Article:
George Brogan discovers archery

Stoke Mandeville one part of the occupational therapy was archery; it had taken place in the main hall. You had to attend there as well as part of your task. I think it was to help to build up your arms pulling the string back. But it also got me interested in archery and when I got home I joined a disabled club and did archery there, and travelled all over the country to different disabled clubs, and became friends with people all over the country. So the archery was a big help to me; it gave me a new lease of life when I left hospital.

I used to go down the local Miners’ Welfare Social Club; then I helped set up the Wansbeck District Disabled Sports Club at Newbiggin by the Sea. We used to run our own disabled games there. Each summer we would take over the school across the road. People would come from all over; we would beds in some of the classrooms. And on the Friday night of the games in the big hall we would a long table right down the centre of the room and have home-cooked stuff for tea; this was in the 1970s and 1980s.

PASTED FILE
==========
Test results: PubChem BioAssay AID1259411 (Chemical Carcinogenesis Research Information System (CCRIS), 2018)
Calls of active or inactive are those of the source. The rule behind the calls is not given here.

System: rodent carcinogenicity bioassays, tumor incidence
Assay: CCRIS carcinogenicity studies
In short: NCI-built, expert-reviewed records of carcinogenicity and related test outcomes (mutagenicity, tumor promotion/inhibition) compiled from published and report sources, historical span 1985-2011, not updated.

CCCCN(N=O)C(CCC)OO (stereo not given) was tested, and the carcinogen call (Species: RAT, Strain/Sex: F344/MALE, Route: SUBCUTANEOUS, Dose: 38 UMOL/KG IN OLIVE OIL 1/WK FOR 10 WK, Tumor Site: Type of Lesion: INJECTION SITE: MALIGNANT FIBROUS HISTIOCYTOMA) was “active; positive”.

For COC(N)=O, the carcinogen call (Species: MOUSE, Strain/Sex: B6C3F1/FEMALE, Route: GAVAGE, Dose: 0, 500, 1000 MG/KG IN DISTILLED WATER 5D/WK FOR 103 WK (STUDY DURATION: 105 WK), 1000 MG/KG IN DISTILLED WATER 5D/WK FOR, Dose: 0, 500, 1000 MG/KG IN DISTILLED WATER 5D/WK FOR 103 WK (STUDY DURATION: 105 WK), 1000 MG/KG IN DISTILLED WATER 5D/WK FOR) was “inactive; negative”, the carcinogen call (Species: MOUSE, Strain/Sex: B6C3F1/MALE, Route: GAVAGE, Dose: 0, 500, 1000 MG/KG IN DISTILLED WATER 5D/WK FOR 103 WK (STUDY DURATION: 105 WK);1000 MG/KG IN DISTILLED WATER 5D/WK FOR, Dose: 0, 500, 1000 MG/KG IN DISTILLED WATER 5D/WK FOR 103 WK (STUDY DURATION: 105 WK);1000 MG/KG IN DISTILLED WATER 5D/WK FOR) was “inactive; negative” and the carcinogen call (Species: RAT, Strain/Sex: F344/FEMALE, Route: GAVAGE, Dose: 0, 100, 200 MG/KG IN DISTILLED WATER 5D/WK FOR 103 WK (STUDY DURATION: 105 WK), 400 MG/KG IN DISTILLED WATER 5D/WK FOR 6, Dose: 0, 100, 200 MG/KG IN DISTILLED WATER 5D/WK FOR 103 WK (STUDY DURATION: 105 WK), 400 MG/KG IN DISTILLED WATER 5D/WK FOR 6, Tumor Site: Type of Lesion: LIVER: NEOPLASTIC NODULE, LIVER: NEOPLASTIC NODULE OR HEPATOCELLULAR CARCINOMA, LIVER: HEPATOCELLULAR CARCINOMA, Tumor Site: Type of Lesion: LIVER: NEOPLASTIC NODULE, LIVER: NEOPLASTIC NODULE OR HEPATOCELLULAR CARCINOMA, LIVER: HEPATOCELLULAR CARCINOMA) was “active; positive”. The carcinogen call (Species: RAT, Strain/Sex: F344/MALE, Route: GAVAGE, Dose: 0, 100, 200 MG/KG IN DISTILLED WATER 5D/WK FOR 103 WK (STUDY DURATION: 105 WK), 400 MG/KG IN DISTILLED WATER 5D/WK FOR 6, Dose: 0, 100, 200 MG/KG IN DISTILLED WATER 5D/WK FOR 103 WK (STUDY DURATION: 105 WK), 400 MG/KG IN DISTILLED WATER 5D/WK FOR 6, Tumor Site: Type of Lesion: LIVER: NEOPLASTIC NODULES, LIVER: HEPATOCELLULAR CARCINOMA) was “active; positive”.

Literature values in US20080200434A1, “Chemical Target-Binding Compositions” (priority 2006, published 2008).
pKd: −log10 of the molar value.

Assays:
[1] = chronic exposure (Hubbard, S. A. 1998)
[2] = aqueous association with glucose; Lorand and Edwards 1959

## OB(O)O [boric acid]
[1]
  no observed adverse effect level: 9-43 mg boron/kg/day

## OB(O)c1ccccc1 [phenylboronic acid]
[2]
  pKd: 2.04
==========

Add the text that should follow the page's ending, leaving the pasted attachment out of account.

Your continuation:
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George Brogan on learning to walk

They put full callipers on me and then I had to lift myself up on to these bars, just like the lad in the photo; once you mastered that you were given crutches, and then the fun began. I was 6ft 2ins and they didn’t have any crutches long enough for me. They had them in the last hole but they were still too short, so it was very awkward for me, bent over like an old man.  I was like a tree in a strong wind swaying back and forth, but I got walking on them.

Patient learning to walk using the support of wooden beams

A patient learning how to walk using wooden bars following a spinal injury. Image©NSIC